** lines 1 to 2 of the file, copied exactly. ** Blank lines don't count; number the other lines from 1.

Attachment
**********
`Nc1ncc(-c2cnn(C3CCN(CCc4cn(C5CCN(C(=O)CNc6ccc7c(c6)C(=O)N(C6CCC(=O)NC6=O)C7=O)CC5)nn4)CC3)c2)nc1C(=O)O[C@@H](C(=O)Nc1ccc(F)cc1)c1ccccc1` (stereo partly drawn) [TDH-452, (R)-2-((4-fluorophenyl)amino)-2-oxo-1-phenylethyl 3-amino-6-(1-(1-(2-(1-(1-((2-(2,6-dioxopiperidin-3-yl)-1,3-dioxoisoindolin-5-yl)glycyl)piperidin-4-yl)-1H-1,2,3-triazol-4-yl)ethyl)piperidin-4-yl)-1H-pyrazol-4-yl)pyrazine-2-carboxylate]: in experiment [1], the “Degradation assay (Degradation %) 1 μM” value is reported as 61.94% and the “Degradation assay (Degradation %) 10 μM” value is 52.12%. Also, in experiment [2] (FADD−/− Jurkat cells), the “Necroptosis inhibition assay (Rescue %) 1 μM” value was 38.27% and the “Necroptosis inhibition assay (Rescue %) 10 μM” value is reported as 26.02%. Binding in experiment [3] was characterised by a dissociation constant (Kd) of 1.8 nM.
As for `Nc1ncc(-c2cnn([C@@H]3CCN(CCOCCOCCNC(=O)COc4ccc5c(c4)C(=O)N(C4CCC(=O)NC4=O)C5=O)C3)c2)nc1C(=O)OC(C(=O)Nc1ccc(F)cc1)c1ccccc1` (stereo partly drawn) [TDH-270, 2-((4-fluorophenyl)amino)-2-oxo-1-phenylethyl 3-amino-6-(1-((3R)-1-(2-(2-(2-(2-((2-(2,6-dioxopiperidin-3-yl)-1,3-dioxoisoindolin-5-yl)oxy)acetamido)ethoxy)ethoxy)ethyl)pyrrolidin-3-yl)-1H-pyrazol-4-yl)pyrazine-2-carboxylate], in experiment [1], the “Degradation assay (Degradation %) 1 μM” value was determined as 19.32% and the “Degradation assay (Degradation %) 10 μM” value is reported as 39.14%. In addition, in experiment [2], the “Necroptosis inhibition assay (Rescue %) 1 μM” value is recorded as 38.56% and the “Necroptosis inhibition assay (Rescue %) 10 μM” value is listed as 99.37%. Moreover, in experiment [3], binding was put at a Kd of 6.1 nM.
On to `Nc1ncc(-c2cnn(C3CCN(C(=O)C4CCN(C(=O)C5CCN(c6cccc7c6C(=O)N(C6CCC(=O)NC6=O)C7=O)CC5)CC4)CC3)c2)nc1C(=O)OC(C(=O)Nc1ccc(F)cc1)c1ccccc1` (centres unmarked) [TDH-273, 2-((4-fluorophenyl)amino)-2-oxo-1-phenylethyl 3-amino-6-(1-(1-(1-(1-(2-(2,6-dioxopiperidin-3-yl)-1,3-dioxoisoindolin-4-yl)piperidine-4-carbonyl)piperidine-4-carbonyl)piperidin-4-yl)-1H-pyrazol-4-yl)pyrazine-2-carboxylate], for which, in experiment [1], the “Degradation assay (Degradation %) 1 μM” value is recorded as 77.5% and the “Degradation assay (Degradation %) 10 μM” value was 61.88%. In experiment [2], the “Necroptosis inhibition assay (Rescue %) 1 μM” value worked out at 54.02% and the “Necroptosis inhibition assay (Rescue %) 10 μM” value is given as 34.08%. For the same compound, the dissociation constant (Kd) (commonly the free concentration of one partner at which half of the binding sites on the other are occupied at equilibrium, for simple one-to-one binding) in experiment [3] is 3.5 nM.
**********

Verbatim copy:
`Nc1ncc(-c2cnn(C3CCN(CCc4cn(C5CCN(C(=O)CNc6ccc7c(c6)C(=O)N(C6CCC(=O)NC6=O)C7=O)CC5)nn4)CC3)c2)nc1C(=O)O[C@@H](C(=O)Nc1ccc(F)cc1)c1ccccc1` (stereo partly drawn) [TDH-452, (R)-2-((4-fluorophenyl)amino)-2-oxo-1-phenylethyl 3-amino-6-(1-(1-(2-(1-(1-((2-(2,6-dioxopiperidin-3-yl)-1,3-dioxoisoindolin-5-yl)glycyl)piperidin-4-yl)-1H-1,2,3-triazol-4-yl)ethyl)piperidin-4-yl)-1H-pyrazol-4-yl)pyrazine-2-carboxylate]: in experiment [1], the “Degradation assay (Degradation %) 1 μM” value is reported as 61.94% and the “Degradation assay (Degradation %) 10 μM” value is 52.12%. Also, in experiment [2] (FADD−/− Jurkat cells), the “Necroptosis inhibition assay (Rescue %) 1 μM” value was 38.27% and the “Necroptosis inhibition assay (Rescue %) 10 μM” value is reported as 26.02%. Binding in experiment [3] was characterised by a dissociation constant (Kd) of 1.8 nM.
As for `Nc1ncc(-c2cnn([C@@H]3CCN(CCOCCOCCNC(=O)COc4ccc5c(c4)C(=O)N(C4CCC(=O)NC4=O)C5=O)C3)c2)nc1C(=O)OC(C(=O)Nc1ccc(F)cc1)c1ccccc1` (stereo partly drawn) [TDH-270, 2-((4-fluorophenyl)amino)-2-oxo-1-phenylethyl 3-amino-6-(1-((3R)-1-(2-(2-(2-(2-((2-(2,6-dioxopiperidin-3-yl)-1,3-dioxoisoindolin-5-yl)oxy)acetamido)ethoxy)ethoxy)ethyl)pyrrolidin-3-yl)-1H-pyrazol-4-yl)pyrazine-2-carboxylate], in experiment [1], the “Degradation assay (Degradation %) 1 μM” value was determined as 19.32% and the “Degradation assay (Degradation %) 10 μM” value is reported as 39.14%. In addition, in experiment [2], the “Necroptosis inhibition assay (Rescue %) 1 μM” value is recorded as 38.56% and the “Necroptosis inhibition assay (Rescue %) 10 μM” value is listed as 99.37%. Moreover, in experiment [3], binding was put at a Kd of 6.1 nM.